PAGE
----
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Hong Kong’s umbrella revolution may be the politest protest ever

Reuters/Bobby Yip
Just make sure you hang them up neatly.
By Heather Timmons
Published Last updated This article is more than 2 years old.

HONG KONG—Walking through the protests that have closed down central Hong Kong for more than two days can turn up some surprising scenes. Sure, the pro-democracy crowds, mostly teenagers and twenty-somethings clad in black, are singing songs, chanting slogans, and brandishing signs denouncing the Chinese government and Hong Kong’s chief executive, C.Y. Leung.

Reuters/Tyrone Siu

But they’re also quite possibly the most well-mannered activists ever, who seem as hellbent on leaving behind a good impression as they do agitating for the city’s top elected official to step down—and telling Beijing to stuff it.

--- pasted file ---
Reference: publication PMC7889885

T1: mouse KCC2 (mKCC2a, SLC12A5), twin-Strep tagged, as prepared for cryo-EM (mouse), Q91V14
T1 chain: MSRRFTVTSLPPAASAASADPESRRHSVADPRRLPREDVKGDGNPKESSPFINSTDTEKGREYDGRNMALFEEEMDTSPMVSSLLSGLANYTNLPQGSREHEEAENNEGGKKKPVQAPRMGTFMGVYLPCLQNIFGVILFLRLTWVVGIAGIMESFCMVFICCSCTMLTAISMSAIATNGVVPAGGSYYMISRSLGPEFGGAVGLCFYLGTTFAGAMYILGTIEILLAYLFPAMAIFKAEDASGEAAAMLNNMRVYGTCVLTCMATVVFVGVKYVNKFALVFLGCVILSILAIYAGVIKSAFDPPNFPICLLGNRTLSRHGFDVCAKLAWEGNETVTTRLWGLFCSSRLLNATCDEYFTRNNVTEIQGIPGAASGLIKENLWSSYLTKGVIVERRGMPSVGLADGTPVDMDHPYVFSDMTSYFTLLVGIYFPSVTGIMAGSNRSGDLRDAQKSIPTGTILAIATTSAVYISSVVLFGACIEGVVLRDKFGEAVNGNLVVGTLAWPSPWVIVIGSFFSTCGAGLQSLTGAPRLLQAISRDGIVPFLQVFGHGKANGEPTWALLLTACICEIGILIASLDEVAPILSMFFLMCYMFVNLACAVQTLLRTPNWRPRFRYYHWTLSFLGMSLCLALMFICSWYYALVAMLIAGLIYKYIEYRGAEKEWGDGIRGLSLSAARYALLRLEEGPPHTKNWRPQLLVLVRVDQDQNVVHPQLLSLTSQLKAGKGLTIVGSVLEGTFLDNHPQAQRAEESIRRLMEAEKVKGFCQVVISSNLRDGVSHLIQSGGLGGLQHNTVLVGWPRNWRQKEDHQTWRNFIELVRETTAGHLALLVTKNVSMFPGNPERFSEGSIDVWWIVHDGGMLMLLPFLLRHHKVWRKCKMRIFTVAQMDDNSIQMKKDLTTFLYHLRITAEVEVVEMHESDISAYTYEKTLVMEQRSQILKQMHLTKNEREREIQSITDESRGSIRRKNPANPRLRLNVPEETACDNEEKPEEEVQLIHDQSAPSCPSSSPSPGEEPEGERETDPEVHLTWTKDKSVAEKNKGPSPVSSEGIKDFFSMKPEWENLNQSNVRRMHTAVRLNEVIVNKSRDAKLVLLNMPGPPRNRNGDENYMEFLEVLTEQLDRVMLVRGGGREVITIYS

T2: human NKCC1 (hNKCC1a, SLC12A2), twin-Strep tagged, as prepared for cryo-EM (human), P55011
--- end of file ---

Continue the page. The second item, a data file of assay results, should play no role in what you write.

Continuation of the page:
This sign is one of many apologies posted around the city:

Here’s another, posted in Mongkok:

Protesters are constantly picking up trash, including cigarette butts and tiny scraps of paper:

Not to mention being sure to recycle:

Teenage “occupiers” in school uniforms have been spotted diligently doing their homework:

And protesters are observing posted signs, even though their protests have been deemed illegal:

The protesters’ politeness may be one of the reasons that, despite changes to dozens of bus routes, companies being forced to ask employees to work from home, and entire neighborhoods made accessible only by foot, the demonstrators have not sparked much general ire from other Hong Kongers. Instead, the students were joined last night by tens of thousands of supporters. Tonight’s crowds are expected to be even larger.

📬 A periodic dispatch from the annual session of the United Nations General Assembly in NYC.

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